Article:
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The patella (plural: patellae) is the largest sesamoid bone in the human body. It lies within the quadriceps tendon/patellar tendon and forms part of the knee joint and extensor mechanism of the knee 1.
The patella is triangular in shape with a superior base and inferior apex. The proximal three-quarters of the posterior surface is smooth, composed of articular cartilage, which is the thickest in the body, as much as 5 mm in some adults. The distal pole of the posterior surface of the patella does not functionally form part of the joint and is denuded of cartilage 2. The posterior surface is divided into medial and lateral facets by a vertical ridge. The medial most portion of the medial facet lacks articular cartilage and is known as the odd facet 2,3.
The anterior surface is rough, for attachment of tendons and ligaments.
The ossification centers of the patella appear between 3 and 6 years. They fuse at puberty, with higher levels of physical activity.
The medial and lateral facets of the patella are covered in hyaline cartilage and articulate with the medial and lateral condyles of the femur, respectively, to form the patellofemoral component of the knee joint. Some authors describe the medial facet as having superior, middle, inferior and lateral portions and the lateral facet as having superior, middle and inferior portions (subfacets) 4. The lateral facet is larger than the medial, which allows for side identification when the bone is placed posterior surface down on a flat surface 5.
Musculotendinous and ligamentous
The patella serves for attachment of the quadriceps tendon (superiorly) and the patellar tendon (which attaches to the tibial tubercle, inferiorly), although few quadriceps tendon fibers are continuous over the anterior surface. The quadriceps tendon and patellar tendon are really the same structure with the patella (as a sesamoid bone) embedded within it.
The medial and lateral patellar retinaculum, which are condensations of fascia rather than true ligaments, attach the patella margins to surrounding fascia. The medial patellar retinaculum attaches to the vastus medialis / sartorius fascia and is often disrupted in lateral patellar dislocation. The lateral patellar retinaculum is attached to the fascia of vastus lateralis and iliotibial band 6.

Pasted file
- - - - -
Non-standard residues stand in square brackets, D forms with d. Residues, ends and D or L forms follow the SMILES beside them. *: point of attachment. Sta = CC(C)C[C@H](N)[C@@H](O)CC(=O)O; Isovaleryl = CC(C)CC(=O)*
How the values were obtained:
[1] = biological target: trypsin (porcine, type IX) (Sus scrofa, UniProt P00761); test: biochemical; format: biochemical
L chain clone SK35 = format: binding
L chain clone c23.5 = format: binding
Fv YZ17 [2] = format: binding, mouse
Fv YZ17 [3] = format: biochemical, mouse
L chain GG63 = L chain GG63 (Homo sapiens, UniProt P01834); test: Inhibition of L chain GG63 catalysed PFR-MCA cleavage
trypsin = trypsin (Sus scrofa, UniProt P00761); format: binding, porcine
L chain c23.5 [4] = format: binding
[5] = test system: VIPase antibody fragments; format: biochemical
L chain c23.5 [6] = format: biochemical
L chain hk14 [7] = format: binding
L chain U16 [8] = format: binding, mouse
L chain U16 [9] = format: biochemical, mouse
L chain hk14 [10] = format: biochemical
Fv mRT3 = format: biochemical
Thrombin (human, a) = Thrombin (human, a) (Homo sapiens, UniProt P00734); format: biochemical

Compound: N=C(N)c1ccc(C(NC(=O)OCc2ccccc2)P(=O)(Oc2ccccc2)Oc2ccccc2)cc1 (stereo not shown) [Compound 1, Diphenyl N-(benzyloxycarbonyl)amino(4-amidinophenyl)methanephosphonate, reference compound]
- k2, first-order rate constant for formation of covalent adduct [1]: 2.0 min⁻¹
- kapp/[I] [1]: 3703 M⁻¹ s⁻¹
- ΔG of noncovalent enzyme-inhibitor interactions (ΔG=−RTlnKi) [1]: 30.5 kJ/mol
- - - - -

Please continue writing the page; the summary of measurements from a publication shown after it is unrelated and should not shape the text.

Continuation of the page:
The quadriceps muscles pull the patella obliquely and laterally in relation to the femur. There are factors that prevent such displacement: larger lateral condyle of the femur, tension in the medial retinacular fibers and direction of insertion of fibers of the vastus medialis muscle.
The medial patellofemoral ligament (MPFL) originates near adductor tubercle of the femur and inserts into the superomedial aspect of the patella. Its function is to prevent lateral patellar dislocation during knee extension.
- superior: quadriceps tendon, suprapatellar bursa
- inferior: patellar tendon, infrapatellar bursa, infrapatellar fat pad
- lateral: lateral patellar retinaculum
- medial: medial patellar retinaculum
- posterior: knee joint, femur
- anterior: prepatellar bursa
Arterial blood enters via the anterior surface of the patella and an anastomotic patella ring is formed supplied by the paired superior and inferior geniculate arteries as well as the anterior tibial recurrent artery 7.
In general the draining veins are the counterparts to the aforementioned arteries.
In addition there is a complementary system of veins running deep to the articular cartilage forming a subarticular drainage network 8.
- branches of nerves to vastus medialis and vastus lateralis 9
- bipartite patella
- multipartite patella
- absent patella
- variation in shape (see: Wiberg classification)
- dorsal defect of the patella (may occasionally be symptomatic)
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- 2. Jarraya M, Diaz LE, Arndt WF, Roemer FW, Guermazi A. Imaging of patellar fractures. (2017) Insights into imaging. 8 (1): 49-57. doi:10.1007/s13244-016-0535-0 - Pubmed
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- 6. Starok M, Lenchik L, Trudell D et-al. Normal patellar retinaculum: MR and sonographic imaging with cadaveric correlation. AJR Am J Roentgenol. 1997;168 (6): 1493-9. doi:10.2214/ajr.168.6.9168713 - Pubmed citation
- 7. Scapinelli R. Blood supply of the human patella. Its relation to ischaemic necrosis after fracture. J Bone Joint Surg Br. 1967;49 (3): 563-70. Pubmed citation
- 8. CROCK HV. The arterial supply and venous drainage of the bones of the human knee joint. (1962) The Anatomical record. 144: 199-217. Pubmed
- 9. Maralcan G, Kuru I, Issi S et al. The innervation of patella: anatomical and clinical study. Surgical & Radiologic Anatomy. 2005, 27 (4): 331-335. 10.1007/s00276-005-0334-7. Pubmed citation